The “Housing Association refurbishment scheme” at Pierhead Cottages had no chance of working; the land was too valuable to the LDDC for new apartment development, like virtually all land along the Island riverfront. These old houses would just have to go….
Directly north of Pierhead Cottages was (before the time of the construction of Millwall Docks) a wharf belonging to oil merchant and wharfinger, Nathaniel John Fenner.
It was Fenner and civil engineer, Robert Fairlie who proposed the first design which would be the basis of the later Millwall Docks; a broad waterway across the Island from just south of Fenner’s Wharf to the river in the east, and also a connection from the half way point to the West India Docks in the north. Fenner and Fairlie did not have the connections, skills or funds for such a great undertaking and quickly they lost control to bigger, richer interests. Fairlie was bought out completely, and Fenner ended up with an uninfluential seat on the board of the Millwall Dock Company.
Fenner also built two substantial houses at the Westferry Rd end of his wharf. The following aerial photo, with the houses highlighted, was taken in 1921.
The office building of E. Klein & Company (still doing business!) would a few years later be built on the site of these two houses.
Jolliffe & Banks
South of Fenner’s Wharf, before the construction of Millwall Docks, was the site of the Jolliffe & Banks stone yard. It was at this purpose-built yard that Jolliffe & Banks shaped stones for the construction of London Bridge.
I’ll say no more, except to refer you to an article about this that I wrote earlier: https://islandhistory.wordpress.com/2014/12/15/london-bridge-made-on-the-isle-of-dogs/
Phoenix Wharf (Later Millwall Estate)
A bit further south, Phoenix Wharf was named after Phoenix Iron Works (in 1861), a company specializing in:
Scrapiron bars, T-iron, angle-iron, and patent rivets for boilermaking and shipbuilding.
– Survey of London
Later, from the 1880s, the wharf was used by a succession of paint and chemical manufacturers (including, in the north section of the wharf, the previously mentoned Duckham’s Oil Company). In the 1920s:
A strip at the south end of the site occupied by H. E. Hope & Company, chemical manufacturers, from about 1905 to 1922, was known as Hope Wharf. An ill-timed venture was that of the German-owned Sugar Fodder Company Ltd, which set up an animal feed factory on part of Hope Wharf in 1913. The company was wound up under the Trading with the Enemy Act (1916).
In 1924 Hope Wharf was occupied by the local oil wharfingers Mark H. Winkley & Company, who in 1927 took over the disused former Phoenix Wharf, together with Duckham’s old premises. They used Hope and Phoenix Wharf, as it was now called, for storing oils, petroleum jelly, grease, metals and rosin until 1930.
The premises then comprised a yard, about a third of which was covered by dilapidated sheds built variously of brick, timber, corrugated iron and glass. Adding to the general air of malaise were a tall chimney standing out of plumb, a derelict water-tower and disused offices. After a few years in the occupation of Snowdon & Sons of Lowe’s Wharf, the site was cleared and the Millwall Estate flats were built there.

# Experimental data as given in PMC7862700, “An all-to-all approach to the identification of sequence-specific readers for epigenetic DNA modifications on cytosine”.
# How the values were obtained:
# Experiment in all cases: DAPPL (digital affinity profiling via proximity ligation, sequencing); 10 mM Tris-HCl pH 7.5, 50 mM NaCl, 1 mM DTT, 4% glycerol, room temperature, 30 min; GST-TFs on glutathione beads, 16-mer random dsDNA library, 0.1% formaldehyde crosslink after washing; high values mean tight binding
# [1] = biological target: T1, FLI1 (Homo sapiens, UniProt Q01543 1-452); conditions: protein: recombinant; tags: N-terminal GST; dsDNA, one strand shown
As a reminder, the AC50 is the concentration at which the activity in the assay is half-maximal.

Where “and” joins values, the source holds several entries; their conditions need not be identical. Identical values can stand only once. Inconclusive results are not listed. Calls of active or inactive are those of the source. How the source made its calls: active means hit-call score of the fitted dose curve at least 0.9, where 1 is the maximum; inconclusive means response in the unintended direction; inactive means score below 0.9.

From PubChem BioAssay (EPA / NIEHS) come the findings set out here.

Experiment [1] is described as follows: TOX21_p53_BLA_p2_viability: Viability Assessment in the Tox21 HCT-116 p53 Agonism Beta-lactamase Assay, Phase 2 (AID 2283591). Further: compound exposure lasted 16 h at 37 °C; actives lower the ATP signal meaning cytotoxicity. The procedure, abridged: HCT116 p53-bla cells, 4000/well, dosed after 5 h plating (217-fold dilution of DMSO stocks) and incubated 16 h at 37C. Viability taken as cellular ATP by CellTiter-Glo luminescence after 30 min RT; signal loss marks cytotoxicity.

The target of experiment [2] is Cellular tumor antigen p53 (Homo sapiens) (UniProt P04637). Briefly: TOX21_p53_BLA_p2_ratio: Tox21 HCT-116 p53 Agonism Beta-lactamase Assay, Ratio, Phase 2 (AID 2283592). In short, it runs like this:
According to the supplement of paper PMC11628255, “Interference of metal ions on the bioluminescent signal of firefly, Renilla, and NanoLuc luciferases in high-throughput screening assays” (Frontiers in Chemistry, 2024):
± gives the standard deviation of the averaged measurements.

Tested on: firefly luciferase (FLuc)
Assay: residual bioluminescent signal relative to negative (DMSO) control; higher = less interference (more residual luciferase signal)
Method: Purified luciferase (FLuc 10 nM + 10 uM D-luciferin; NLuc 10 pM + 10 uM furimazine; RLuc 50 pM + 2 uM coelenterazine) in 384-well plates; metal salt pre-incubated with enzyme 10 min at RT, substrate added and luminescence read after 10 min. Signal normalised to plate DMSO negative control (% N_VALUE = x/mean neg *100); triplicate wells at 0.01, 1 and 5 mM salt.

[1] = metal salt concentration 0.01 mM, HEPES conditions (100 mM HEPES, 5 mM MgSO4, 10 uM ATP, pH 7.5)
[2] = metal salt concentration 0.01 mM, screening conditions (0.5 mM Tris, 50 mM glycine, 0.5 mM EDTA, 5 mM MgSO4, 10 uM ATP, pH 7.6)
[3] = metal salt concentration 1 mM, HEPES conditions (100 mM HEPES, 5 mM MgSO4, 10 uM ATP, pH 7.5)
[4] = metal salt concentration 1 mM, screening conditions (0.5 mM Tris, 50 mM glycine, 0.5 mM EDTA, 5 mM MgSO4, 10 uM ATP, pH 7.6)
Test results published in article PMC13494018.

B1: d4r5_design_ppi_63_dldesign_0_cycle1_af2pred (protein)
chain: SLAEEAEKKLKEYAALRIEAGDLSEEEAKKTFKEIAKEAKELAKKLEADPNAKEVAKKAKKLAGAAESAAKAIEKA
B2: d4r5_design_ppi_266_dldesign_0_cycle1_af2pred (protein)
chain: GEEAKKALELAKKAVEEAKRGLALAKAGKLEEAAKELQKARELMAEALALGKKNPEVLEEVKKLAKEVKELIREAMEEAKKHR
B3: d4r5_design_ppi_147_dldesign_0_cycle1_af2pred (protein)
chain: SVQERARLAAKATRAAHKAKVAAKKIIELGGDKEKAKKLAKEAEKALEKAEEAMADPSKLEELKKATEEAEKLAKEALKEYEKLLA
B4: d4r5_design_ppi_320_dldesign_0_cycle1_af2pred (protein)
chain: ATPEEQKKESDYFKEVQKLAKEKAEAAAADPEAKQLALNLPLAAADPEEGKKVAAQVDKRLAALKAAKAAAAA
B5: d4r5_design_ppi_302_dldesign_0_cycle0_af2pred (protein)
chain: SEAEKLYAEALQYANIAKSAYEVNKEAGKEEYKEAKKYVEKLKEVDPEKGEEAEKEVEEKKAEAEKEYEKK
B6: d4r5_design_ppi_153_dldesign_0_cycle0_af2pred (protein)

– Survey of London
A huge amount of excavation was necessary in order to dig up the polluted land before construction of the Millwall Estate. These photos show also the building of concrete foundations for the new flats.
Opened in 1937, the buildings of the Millwall Estate were named after ships of the Canadian-Pacific line which formerly frequented Millwall Docks. SS Montcalm and SS Montrose.
I’ve included an image of the later SS Montrose (1922-1939), but it was an earlier SS Montrose (1897-1914) on which Crippen was sailing when he attempted to escape from the law in 1910 after murdering his wife. A murderer who was famously foiled due to the early use of wireless.
Montcalm House from the river, shortly before opening.
Montcalm and Montrose Houses were built in the typical LCC style that was seen in many parts of London. Solid buildings with small, functional flats; but very basic by today’s standards.
It was originally intended that Michigan House was of the same style, but it would be 1960 before Michigan House was built, and in a completely different style (and with a lift!).
Lowe’s Wharf / Snowdrift
South of the Millwall Estate was a wharf originally known as Lowe’s Wharf, occupied from 1883 by Snowdon, Sons & Co., manufacturers of:
“Snowdrift” lubricant, “Sinol” lubricant for cylinders, “Snowdene” and “Snozone” lubricants, patent mechanical and other lubricants, cylinder oils for superheated steam, motor car oils and greases, disinfectants, sizing materials for textile manufacturers, machine tools, agents for Huhn metallic packing.
– Grace’s Guide
The company survived for 100 years on the site, in one form or another. Part of the site was occupied by scrap dealers for a short period in the 1980s, and featured in the “Prospects” television series.
Winkley’s Wharf, like all the wharves down the west of the Island, was built on the original Thames embankment known as Mill Wall due to the number of windmills built upon it. In this case, the windmill was known as Theobald’s Mill, which is shown in this 1843 painting. It was surrounded by a number of small buildings, including one that housed a pub called The Windmill (the word Truman’s is just visible on the sign).
Incidentally, before the construction of Westferry Rd and, later, Manchester Rd this embankment path was the only way to journey round the Island. Parts of the path remained as a public right of way until as late as 1890, but it was gradually subsumed by the larger wharves and factory works. Only Ferry St and Saunders Ness Rd follow the follow the route of the original embankment path.
This map was created in 1883, the year before the windmill remains and the surrounding buildings were destroyed by fire.